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Georgia Municipal Association policy opposes annexing territory of existing cities

The Georgia Municipal Association has formally come out against taking land from an established city to form another, four months after Gov. Nathan Deal signed legislation allowing Eagle’s Landing to seek cityhood by taking half of Stockbridge.

The group’s Legislative Policy Council earlier this month adopted a policy stating its support for citizens seeking more responsive representation, but said “portions of existing municipalities should not be de-annexed to create municipalities.”

The issue has been central to the debate over the desire of the Eagle’s Landing community to become Henry County’s fifth city. After being given the go ahead from the Legislature and Deal earlier this year to hold a referendum, Henry voters will decide Nov. 6 whether to approve de-annexing about half of Stockbridge and combining the territory with parts of unincorporated Henry to form the new city. 

Stockbridge leaders held a community meeting Wednesday to explain their opposition to Eagle’s Landing cityhood at Eagle’s Landing Country Club. Months earlier cityhood supporter Vikki Consiglio (at microphone) held a press conference outside the facility after the legislature allowed Eagle’s Landing residents to create their own town. LEON STAFFORD/AJC. (The Atlanta Journal-Constitution)

“We’ve never had a situation like what happened with Stockbridge this past legislative session, so this was new territory for us,” said Perry Mayor Pro-Tem Randall Walker, who chaired the task force that examined the possible consequences of the issue on Georgia’s cities.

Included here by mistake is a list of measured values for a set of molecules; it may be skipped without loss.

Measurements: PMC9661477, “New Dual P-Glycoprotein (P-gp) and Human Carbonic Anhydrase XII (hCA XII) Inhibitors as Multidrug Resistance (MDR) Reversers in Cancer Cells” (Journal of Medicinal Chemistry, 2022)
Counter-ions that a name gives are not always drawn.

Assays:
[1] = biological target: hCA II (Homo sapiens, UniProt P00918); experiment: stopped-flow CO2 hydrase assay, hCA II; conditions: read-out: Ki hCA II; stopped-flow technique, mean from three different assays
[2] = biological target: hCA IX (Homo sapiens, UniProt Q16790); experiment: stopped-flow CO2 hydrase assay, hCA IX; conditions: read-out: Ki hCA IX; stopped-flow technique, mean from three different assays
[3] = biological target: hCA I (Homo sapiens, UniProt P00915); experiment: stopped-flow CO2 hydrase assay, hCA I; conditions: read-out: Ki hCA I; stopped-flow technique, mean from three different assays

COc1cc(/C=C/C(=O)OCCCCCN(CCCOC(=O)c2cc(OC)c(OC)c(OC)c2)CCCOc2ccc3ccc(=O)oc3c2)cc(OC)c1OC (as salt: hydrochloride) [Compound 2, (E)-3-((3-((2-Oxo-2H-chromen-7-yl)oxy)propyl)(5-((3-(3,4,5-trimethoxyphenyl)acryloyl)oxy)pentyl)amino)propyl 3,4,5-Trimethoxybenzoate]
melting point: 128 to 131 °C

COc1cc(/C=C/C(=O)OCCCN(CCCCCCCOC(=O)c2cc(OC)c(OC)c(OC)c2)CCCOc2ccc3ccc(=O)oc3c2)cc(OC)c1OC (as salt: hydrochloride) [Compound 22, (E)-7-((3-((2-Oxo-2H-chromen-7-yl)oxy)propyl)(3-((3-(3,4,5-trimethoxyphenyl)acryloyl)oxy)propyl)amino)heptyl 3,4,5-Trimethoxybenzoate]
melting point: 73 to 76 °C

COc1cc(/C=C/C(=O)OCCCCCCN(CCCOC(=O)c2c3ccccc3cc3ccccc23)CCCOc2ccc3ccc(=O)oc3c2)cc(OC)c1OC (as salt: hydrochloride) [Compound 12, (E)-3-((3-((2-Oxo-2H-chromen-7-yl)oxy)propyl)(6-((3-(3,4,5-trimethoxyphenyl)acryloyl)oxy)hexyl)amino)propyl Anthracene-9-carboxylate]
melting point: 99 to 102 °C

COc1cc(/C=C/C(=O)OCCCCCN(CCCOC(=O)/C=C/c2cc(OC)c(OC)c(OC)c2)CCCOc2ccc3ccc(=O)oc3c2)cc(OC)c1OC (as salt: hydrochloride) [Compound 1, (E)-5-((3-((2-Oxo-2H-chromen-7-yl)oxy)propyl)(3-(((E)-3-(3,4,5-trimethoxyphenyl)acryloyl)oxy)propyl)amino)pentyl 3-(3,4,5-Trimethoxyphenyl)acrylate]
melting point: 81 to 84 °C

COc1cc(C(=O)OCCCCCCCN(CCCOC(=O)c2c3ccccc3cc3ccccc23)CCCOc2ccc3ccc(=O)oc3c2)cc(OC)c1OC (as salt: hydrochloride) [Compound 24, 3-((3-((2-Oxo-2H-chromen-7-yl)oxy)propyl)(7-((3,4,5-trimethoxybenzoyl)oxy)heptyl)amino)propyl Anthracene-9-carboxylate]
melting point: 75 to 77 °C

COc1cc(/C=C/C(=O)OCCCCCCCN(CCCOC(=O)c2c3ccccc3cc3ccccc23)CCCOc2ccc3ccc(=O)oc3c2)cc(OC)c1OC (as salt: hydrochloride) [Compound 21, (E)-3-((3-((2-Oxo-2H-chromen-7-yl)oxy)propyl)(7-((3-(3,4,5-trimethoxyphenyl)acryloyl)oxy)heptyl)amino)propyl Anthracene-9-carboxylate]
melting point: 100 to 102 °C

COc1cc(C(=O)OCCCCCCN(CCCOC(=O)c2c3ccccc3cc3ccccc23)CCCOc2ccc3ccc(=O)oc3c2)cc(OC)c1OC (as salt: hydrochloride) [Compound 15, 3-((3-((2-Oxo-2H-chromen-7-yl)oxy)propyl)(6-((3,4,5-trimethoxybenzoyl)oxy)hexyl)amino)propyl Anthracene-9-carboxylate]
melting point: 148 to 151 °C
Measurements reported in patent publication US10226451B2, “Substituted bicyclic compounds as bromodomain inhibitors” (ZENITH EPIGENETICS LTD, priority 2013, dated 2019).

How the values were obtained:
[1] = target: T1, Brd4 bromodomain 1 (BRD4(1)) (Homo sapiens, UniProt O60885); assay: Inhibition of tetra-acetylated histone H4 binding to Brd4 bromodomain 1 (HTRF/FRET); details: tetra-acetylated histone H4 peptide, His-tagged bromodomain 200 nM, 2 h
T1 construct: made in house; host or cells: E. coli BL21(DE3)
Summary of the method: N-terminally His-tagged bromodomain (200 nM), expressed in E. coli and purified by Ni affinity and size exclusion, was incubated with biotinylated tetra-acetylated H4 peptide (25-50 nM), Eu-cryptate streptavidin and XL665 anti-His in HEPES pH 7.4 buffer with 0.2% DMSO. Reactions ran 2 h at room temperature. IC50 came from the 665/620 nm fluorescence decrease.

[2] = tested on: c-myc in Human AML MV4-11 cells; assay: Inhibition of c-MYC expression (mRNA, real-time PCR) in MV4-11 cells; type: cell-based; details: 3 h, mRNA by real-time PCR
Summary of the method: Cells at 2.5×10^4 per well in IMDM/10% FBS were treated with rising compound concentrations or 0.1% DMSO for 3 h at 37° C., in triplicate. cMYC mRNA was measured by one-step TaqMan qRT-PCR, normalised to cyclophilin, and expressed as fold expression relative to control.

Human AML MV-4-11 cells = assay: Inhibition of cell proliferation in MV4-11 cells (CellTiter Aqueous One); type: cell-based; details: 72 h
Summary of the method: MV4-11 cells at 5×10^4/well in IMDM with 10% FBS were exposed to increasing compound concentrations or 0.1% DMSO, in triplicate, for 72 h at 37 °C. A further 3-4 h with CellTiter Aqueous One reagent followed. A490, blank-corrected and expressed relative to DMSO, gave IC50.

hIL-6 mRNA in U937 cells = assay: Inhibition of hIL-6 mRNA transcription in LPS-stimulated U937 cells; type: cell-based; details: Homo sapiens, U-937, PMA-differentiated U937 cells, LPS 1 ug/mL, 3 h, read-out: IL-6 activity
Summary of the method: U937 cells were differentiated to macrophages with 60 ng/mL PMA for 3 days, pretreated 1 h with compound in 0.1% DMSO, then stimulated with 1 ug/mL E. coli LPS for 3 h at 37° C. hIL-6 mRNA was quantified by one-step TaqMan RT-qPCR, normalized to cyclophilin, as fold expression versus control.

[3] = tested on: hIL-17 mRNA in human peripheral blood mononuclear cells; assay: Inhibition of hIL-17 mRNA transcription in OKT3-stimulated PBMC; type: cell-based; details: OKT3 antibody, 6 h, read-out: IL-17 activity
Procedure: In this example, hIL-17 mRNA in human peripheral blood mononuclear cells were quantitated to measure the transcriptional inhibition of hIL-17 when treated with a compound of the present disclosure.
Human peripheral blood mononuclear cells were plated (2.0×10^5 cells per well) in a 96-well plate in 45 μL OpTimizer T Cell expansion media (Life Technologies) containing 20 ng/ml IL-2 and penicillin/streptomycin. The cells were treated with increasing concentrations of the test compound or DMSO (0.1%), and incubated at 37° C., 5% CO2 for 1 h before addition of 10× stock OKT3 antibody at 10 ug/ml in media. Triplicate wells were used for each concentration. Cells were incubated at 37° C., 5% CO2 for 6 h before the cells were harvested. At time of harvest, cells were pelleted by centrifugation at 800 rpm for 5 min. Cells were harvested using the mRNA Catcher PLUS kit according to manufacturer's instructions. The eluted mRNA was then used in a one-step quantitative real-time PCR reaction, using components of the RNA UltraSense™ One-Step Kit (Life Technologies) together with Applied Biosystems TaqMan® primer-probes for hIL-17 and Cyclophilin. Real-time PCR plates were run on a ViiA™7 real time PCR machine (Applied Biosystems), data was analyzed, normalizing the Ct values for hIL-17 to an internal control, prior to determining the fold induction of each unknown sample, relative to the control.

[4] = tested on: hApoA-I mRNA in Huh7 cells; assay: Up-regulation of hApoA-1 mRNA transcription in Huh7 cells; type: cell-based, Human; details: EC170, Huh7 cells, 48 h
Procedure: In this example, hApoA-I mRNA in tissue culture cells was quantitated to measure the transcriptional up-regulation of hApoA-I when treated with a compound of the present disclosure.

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“We heard from several experts on incorporation and municipal bonds and we feel like the policy adopted is the right path going forward for cities and GMA,” he said. 

The task force included Stockbridge Mayor Anthony Ford, a vocal opponent of Eagle’s Landing cityhood. He did not recuse himself from the vote, a spokesperson from the group said. 

The referendum is facing numerous court challenges. A District Court hearing is set for Monday in a lawsuit by Capital One Public Funding over the constitutionality of the vote. Capital One says the referendum fails to provide a mechanism for Eagle’s Landing to pay its share of about $11.75 million in municipal bonds Stockbridge owes if it takes half of Stockbridge’s territory.

Stockbridge leaders also are expected to have a hearing Monday on their federal lawsuit alleging the referendum violates the Voting Rights Act of 1965.

The Georgia Municipal Association is a non-profit organization providing legislative advocacy, educational and consulting services to 521 member cities, the group says. 

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